New graphic novel depicts famed history of LSD research in Sask.

A graphic novel is bringing Saskatchewan’s famed history of LSD research alive.

Novel based on research done by U of S professor, Canada Research Chair

Wonder Drug: LSD in the Land of Living Skies was written by Hugh D.A. Goldring and illustrated by Nicole Marie Burton. (Submitted by David Gray-Donald/Between the Lines)

A graphic novel is bringing Saskatchewan's history of LSD research alive.

Wonder Drug: LSD in the Land of Living Skies uses comic book-style illustrations and text to depict groundbreaking research done in Saskatchewan during the 1950s involving the use of lysergic acid diethylamide — more commonly known as LSD — as a medical treatment for illnesses like depression and alcoholism.

The psychedelic was also used to gain a better understanding of what people with schizophrenia were experiencing.

The story follows Anglo-Canadian psychiatrist Dr. Humphry Osmond through his journey of psychedelic research, much of which was conducted at the Weyburn Mental Hospital or — at times — in his own living room.

The graphic novel was based on research done by Erika Dyck, a professor and Canada Research Chair in the History of Health and Social Justice at the University of Saskatchewan.

"It's completely flattering and I feel very honoured to have been part of this process," she said.

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Dyck has been studying the history of psychedelic research in Saskatchewan for about 20 years, but it wasn't until she moved from Saskatchewan to Ontario that she became interested in that history.

"When I was looking into these really exciting experiments that were done in a variety of places in Canada, I found this cluster of experiments in Saskatchewan," she said.

"I was led back to my home province by a real interest in what was happening here in Saskatchewan in the 1950s as the province was engaged in reforms aimed at creating what we now know as Medicare and how that fit with these really exciting and cool therapies that were being explored in psychiatry."

In the 1950s, Dyck said many medical professionals — including Osmond — were drawn to Saskatchewan "by the allure of what seemed to be a kind of research freedom."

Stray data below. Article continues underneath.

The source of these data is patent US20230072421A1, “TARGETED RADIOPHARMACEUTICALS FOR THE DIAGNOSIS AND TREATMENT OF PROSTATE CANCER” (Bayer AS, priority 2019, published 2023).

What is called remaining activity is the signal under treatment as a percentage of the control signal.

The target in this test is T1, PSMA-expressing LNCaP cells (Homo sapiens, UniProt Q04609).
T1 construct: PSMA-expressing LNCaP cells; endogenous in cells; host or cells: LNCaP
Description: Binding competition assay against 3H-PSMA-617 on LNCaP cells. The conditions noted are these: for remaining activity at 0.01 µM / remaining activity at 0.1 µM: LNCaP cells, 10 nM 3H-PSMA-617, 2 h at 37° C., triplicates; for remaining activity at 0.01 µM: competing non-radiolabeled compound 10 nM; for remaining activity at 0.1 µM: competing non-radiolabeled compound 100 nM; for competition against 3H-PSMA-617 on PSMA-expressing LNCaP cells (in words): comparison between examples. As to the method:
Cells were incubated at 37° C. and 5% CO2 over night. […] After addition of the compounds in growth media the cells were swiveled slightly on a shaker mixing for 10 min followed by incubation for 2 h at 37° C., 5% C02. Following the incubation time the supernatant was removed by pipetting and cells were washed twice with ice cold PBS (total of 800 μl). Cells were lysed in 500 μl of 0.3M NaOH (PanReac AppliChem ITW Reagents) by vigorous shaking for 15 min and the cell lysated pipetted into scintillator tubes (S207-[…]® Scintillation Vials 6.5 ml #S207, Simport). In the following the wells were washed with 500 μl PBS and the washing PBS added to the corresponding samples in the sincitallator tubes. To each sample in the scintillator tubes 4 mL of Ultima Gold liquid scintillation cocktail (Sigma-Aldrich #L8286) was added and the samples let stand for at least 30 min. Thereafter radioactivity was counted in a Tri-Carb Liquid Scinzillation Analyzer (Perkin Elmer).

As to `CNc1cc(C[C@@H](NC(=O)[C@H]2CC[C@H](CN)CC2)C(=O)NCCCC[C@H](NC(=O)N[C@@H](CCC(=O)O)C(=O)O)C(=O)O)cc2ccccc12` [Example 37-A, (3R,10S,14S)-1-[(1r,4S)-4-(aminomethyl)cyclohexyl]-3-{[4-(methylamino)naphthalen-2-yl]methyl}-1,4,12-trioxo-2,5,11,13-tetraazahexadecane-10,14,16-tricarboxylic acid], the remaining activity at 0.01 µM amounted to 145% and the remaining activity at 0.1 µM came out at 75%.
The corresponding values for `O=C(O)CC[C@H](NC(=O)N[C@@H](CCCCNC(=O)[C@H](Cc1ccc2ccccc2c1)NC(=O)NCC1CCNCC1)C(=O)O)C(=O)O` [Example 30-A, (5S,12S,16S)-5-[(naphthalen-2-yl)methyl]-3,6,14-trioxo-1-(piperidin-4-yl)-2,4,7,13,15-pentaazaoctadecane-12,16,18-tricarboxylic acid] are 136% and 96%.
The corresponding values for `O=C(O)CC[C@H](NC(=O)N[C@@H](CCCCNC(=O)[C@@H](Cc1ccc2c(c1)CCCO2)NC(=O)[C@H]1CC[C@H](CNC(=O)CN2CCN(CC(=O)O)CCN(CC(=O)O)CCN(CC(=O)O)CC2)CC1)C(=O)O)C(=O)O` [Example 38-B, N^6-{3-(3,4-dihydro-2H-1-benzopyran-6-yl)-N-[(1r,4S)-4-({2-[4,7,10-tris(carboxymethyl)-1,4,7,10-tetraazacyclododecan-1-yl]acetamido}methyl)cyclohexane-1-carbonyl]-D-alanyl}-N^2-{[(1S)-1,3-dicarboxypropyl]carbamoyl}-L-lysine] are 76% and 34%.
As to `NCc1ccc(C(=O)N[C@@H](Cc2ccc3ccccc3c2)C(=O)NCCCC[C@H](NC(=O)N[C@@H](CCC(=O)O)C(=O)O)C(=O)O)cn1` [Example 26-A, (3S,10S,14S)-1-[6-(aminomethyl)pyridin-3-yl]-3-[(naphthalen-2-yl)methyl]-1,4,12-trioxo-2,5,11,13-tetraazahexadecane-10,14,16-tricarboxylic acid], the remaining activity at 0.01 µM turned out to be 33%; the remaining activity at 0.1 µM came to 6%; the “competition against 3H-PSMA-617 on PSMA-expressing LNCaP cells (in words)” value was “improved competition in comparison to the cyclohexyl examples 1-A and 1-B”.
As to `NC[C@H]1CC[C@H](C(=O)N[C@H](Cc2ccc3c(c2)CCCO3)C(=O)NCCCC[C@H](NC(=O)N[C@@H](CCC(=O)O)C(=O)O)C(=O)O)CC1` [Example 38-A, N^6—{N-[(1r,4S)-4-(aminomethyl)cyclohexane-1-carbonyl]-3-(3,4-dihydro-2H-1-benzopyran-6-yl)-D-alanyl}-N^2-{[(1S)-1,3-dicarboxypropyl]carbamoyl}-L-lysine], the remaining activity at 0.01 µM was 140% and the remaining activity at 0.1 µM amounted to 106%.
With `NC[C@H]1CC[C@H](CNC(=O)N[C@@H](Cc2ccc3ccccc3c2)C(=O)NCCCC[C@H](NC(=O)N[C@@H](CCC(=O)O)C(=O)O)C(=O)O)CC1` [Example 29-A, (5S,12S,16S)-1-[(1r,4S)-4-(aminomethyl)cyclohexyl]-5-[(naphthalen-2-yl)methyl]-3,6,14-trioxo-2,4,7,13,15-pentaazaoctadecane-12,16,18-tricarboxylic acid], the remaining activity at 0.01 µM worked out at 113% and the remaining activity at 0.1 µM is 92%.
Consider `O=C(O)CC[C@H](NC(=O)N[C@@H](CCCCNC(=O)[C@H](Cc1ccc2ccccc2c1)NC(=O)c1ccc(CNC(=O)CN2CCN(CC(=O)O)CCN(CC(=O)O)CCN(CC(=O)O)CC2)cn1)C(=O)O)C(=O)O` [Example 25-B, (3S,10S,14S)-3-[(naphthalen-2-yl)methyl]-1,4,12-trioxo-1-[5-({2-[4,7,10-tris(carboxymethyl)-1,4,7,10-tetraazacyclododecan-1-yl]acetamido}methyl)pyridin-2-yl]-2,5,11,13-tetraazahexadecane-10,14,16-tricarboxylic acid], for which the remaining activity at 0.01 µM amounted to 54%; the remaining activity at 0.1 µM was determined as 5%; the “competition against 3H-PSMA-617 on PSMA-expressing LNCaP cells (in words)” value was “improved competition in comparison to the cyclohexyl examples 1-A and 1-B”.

She said they could test new ideas and link them directly with policy reforms, work with interdisciplinary colleagues and "really sort of think outside of the conventional boundaries of modern medicine and science."

'Always something new around the corner'

Despite studying the works of Osmond for about two decades — along with meeting his children and grandchildren — Dyck said she still hasn't learned everything about the psychiatrist.

"I am still utterly amazed as I keep learning new things about this man who I've read hundreds and hundreds of pages of records and documents about already, but there's always something new around the corner."

She said one characteristic that really stands out is his "dedication to trying to understand the plight of patients."

Osmond felt that there was a disconnect between health-care providers — including psychiatrists — and patients who had been institutionalized for a long time and had trouble communicating what they were experiencing, according to Dyck, so he experimented with unconventional methods as a way to learn more about his patients.

"That really drove his research, so he wasn't like some of the other psychedelic crusaders we might think of, like for him it [was] much more of a means than an end."

LSD to treat alcoholism

The long and detailed history of LSD research in Saskatchewan has been documented in several books and hundreds of documents, but one of the main areas of focus was to see if LSD could be used to treat alcoholism.